Ducks unlimited aids in habitat preservation.
Biologists can point to no single cause, but mild weather through the winter period is surely a significant factor.
Ducks Unlimited said it has been working to assure sufficient habitat exists to accommodate waterfowl and waterfowl hunters.
The organization said it has completed 63 projects in Arkansas on public lands, including many state and federal lands open to waterfowl hunting.
Ducks Unlimited partnered with the Natural Resource Conservation Service and the Arkansas Game & Fish Commission in purchasing the Frog Bayou Wildlife Management Area, said Craig Hilburn, director of conservation programs in Arkansas. "Ducks Unlimited biologists and engineers also were instrumental in designing and constructing the new wetlands and reforesting the area with bottomland hardwood trees."
Ducks Unlimited has worked with the AGFC to improve waterfowl habitat and hunting on all 25 public WMAs.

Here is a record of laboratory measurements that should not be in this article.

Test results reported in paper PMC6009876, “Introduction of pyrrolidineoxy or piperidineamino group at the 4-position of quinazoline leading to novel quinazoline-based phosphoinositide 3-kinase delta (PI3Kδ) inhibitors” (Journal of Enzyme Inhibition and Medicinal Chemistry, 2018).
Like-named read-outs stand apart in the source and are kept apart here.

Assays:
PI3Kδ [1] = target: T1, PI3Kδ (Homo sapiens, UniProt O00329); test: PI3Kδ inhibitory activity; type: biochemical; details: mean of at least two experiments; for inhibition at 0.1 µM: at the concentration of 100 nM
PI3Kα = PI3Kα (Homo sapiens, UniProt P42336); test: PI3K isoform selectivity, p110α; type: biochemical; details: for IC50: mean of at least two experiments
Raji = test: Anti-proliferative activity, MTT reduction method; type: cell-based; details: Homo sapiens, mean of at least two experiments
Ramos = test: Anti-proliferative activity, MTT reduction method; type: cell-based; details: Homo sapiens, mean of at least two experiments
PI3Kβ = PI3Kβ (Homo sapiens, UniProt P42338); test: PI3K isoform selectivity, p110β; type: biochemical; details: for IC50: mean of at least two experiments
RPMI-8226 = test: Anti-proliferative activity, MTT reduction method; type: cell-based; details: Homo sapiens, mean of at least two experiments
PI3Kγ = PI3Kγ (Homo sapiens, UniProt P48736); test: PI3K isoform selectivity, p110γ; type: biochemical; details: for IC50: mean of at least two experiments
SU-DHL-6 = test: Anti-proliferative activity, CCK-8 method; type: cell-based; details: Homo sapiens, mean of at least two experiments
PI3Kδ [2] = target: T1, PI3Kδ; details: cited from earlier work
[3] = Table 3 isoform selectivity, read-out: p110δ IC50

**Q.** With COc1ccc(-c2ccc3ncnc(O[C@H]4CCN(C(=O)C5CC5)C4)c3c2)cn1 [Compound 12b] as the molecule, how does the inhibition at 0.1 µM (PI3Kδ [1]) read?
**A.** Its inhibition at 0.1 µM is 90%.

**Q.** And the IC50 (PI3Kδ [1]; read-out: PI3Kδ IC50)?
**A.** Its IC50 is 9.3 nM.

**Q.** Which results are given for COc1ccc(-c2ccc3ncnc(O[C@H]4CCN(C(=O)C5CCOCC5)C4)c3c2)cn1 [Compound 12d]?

"We accomplished a great deal last year on Frog Bayou WMA, Holla Bend National Wildlife Refuge and White River NWR," Hilburn said. "We also submitted a North American Wetland Conservation Act grant proposal for restoration work at Halowell Reservoir on Bayou Meto WMA and planned restoration work at Dry Lake on the White River NWR. Restoration efforts should begin this summer on these two important waterfowl areas."
Plans for the coming year include submission of another North American Wetlands Conservation Act grant proposal for restoration work at Wrape Plantation on Bayou Meto WMA and White River NWR. Two-thirds of North America's waterfowl spend the winter in Ducks Unlimited's Southern Region. The Wetlands Reserve Program, administered by the USDA Natural Resources Conservation Service, has restored more than 500,000 wetland acres in Arkansas, Louisiana and Mississippi.